Making the brazen assertion that representation is crime comes with some doubts. When I start to think I know something, I check myself. Fanatic allegiance to any idea is a stiff refusal to consider alternative interpretation and the first sign of a stagnant mind.
A recent lecture by the Architect Will Bruder was the perfect opportunity to jar my mind from itself. For those of you who are unfamiliar with him, he is a rather influential architect here in the southwest-- especially around the Phoenix metropolitan area and somewhat in Tucson as well. I had the pleasure of taking part of a tour he personally guided through his firm in Phoenix so I couldn't possibly miss his lecture. He told myself and a few of the other students that in return we had to be prepared with good questions.
I could remember specifically the manner in which he talked bore the mark of a brilliant man. His mouth had the burden of keeping up with his mind and we as the listeners had the even harder task of digesting his words. It was the same idiosyncrasy I had witnessed in a separate lecture given by the Pritzker Prize winner, Thom Mayne. The type where you quietly leave the lecture hall simultaneously ashamed of your own ignorance and intellectually gorged to the point of numbness.
The lecture was an autobiographical onslaught of images punctuated with small anecdotes that served to break the intensity of information thrown at the audience. Mr. Bruder talked about architecture with such a deep and palpable affection that it only further legitimized his imparted wisdom. So much that it drove me to ask his particular position on my personal crisis.
I somehow managed to get the last question of the night and let my mouth run the interogative I had been quietly and foolishly reciting in my head.
“Mr Bruder, I would be grateful if you could share your thoughts on the expressionistic and utilitarian conflict that is inherent in architecture. How do you personally determine what is ornamental and what is functional and do you believe that their relationship is in any way hierarchical?”
He was prepared to answer before I was finished and jumped on the opportunity to share his view on the subject. He explained (and I paraphrase) that he firmly believed architecture was the the perfect balance between form and function. Architecture had to be the product of it's time and must be a representation of it as well. Mr. Bruder seemed to hold some disdain for both the modernist and expressionist hardliners alike and a urged for a balanced architecture.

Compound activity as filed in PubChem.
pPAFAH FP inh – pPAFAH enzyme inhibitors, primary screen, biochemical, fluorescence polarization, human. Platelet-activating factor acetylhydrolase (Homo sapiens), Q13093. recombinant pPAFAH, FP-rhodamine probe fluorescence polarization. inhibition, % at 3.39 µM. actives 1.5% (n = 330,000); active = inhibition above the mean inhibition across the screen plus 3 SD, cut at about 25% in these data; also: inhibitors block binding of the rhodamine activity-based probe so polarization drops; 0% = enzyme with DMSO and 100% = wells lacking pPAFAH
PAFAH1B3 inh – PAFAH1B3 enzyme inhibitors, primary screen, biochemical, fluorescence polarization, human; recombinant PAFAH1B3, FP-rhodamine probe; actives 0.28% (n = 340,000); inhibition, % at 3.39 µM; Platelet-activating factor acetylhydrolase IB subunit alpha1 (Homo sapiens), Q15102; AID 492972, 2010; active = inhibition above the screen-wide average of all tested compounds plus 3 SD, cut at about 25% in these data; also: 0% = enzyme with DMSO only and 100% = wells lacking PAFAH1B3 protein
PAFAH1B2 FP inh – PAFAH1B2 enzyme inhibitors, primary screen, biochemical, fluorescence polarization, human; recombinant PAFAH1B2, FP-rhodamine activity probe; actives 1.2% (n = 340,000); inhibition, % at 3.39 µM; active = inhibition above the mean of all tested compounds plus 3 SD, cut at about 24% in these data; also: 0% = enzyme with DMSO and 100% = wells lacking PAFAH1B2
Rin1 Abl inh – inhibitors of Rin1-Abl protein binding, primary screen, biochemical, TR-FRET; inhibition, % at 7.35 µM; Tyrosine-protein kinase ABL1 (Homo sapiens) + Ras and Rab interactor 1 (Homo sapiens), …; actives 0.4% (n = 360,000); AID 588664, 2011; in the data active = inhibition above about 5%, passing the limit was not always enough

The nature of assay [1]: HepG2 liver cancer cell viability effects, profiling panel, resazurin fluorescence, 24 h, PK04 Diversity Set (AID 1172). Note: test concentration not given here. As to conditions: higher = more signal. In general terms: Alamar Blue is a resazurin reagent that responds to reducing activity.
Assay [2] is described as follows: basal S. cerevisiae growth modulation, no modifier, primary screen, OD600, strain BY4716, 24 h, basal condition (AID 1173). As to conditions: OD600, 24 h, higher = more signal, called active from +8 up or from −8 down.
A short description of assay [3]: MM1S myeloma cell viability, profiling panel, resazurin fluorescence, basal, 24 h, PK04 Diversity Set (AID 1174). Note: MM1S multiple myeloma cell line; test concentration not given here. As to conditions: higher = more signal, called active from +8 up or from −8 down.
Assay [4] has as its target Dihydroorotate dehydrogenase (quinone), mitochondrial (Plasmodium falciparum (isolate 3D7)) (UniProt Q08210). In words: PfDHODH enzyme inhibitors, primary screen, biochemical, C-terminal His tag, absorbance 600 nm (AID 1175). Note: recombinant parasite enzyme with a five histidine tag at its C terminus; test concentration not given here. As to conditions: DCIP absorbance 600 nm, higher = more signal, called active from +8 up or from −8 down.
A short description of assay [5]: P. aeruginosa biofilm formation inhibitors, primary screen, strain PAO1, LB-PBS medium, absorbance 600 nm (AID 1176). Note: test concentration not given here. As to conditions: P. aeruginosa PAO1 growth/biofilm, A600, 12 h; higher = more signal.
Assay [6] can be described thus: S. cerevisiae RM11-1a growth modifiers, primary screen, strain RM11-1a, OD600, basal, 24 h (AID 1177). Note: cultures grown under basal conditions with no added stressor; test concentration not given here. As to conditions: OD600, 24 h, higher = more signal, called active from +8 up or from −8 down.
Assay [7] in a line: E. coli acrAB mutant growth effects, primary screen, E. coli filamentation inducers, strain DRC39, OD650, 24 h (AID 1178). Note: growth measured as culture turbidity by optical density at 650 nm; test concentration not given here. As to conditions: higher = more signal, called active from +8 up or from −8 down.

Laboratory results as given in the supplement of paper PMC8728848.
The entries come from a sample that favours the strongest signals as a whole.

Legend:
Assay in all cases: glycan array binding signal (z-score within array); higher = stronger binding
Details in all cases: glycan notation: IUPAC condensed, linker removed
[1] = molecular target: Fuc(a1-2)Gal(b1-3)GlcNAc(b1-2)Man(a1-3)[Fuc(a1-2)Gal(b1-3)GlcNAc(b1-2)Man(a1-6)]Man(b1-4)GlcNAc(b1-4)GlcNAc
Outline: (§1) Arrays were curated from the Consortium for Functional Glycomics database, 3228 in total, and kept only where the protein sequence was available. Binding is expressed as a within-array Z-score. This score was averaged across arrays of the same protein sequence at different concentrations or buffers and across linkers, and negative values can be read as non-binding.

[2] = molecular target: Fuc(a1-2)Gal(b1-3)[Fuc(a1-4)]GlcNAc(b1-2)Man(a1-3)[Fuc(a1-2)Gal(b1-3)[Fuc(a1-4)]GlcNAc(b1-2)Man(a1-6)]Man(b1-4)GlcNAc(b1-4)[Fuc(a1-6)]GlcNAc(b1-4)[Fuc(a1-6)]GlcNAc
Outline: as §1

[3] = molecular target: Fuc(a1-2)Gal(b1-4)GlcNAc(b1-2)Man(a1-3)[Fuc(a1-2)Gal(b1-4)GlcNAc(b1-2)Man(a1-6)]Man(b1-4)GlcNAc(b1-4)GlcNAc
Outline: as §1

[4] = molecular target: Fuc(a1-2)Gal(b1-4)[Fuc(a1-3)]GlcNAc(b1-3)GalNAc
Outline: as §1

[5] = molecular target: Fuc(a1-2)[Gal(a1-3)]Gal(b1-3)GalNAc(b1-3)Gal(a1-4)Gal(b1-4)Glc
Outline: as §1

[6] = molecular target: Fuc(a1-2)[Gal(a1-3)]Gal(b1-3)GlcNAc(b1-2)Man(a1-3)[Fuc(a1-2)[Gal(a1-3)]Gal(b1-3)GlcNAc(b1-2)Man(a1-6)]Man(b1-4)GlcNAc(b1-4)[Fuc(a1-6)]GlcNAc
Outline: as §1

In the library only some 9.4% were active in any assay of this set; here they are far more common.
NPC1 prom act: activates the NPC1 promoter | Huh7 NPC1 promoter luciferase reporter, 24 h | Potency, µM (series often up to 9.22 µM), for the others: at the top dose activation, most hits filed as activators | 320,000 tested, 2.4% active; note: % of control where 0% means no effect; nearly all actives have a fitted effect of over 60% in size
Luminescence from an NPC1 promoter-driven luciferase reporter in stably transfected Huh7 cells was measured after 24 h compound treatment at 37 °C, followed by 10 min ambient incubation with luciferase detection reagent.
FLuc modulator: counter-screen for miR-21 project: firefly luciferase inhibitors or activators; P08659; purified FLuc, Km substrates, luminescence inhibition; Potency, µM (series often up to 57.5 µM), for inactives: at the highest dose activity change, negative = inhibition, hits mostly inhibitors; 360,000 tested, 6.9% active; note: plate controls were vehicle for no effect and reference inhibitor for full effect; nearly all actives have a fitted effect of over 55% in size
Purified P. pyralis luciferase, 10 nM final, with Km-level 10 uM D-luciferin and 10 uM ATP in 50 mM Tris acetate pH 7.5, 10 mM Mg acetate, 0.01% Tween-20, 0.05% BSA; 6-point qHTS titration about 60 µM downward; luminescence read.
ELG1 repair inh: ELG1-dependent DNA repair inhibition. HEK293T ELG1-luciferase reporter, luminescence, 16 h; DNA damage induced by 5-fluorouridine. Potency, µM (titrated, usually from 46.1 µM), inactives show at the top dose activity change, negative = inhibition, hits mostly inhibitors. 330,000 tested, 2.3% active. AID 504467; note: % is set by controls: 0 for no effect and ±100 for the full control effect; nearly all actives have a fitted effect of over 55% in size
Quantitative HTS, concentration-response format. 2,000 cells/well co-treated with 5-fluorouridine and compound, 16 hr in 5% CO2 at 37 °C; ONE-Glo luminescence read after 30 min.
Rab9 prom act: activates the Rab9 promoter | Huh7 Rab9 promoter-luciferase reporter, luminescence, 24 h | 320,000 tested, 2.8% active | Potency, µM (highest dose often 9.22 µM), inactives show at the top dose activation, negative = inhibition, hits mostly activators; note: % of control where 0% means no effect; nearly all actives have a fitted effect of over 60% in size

I had to agree. I had to kick myself free from such stifling doctrines. I could still identify my design values as predominately modernist, but I could no longer look at it as a war. It isn't. Perhaps my preference for modernism wasn't even rooted in principle, but deep seated aesthetic taste. Is that any better than a postmodern mentality? I'm still not too sure.
A recent conversation with the industrial designer Donald Booty of BDA Designs helped put the issue into perspective.
“The professors at IIT were still stuck in the 50's,” he recounted referring to his freshman year at the prestigious Illinois Institute of Technology that Mies Van Der Rohe famously headed.
“If (a product) wasn't made out of wood or steel, they wouldn't have any of it. I was looking through these magazines filled with heavily expressive Italian design with new exciting material palettes and I thought 'Wow. This is amazing.'
“Modernist design is timeless. But postmodern design was important in that it explored new values and when it finally reached it's climax, we could go back to modernism and ask ourselves what the good and bad things about it were. It was simply a reaction.”
I started to feel something I hadn't before... a sort of sympathy for the postmodern movement.
When looking at your average American skyline, a sort of pattern appears. Rectangular, box steel frames are a common feature for all major metropolitan areas. The sight has become so ubiquitous that it has ultimately climaxed into the cliché corporate architecture that we all love to hate. But it has its roots in some the best architecture of the 20th century.
Ludwig Mies Van Der Rohe's 860-880 Lake Shore Drive of Chicago, Illinois were revolutionary pieces of architecture that defined the modern and international styles. The new industrial materials of the postwar era were put to use in a new, ornament-free design unlike anything seen before let alone at such a scale. Minimalist steel framing with functional window curtain walls embodied Mies' 'Less is More' axiom.
Mies Van Der Rohe: 860-880 Lake Shore Drive
The dramatic success of Lake Shore Drive gave genesis to a wave inferior attempts at copying the style. Minimalism's elegant simplicity and painstaking attention to detail was mistaken for 'easy and cheap' to the rest of corporate America. It has lead to the plague of uninspired, pastiche buildings that are as familiar as the public hate that surrounds them.
Postmodern reactionary designs almost seem...appropriate. Any kind of stagnation in art is met with an opposite reaction. Something akin to a Newton's third law of design. It's the perfect reminder to be cautious of stagnation in my own mind and work. 20 years old is far too young to get stuck in your own ways.
Design is a field rooted in the marriage of the objective and subjective. The line between the two is often blurred and obscured to the point that there is little to distinguish them apart. A student can offer a unique perspective on the tenets of architecture with thoughts and musings unadulterated by the dogmas of traditional theories of practice. This is a blog about ideas. It's not a diary or a means to vent my personal frustrations. My aim is to stimulate architects and students alike.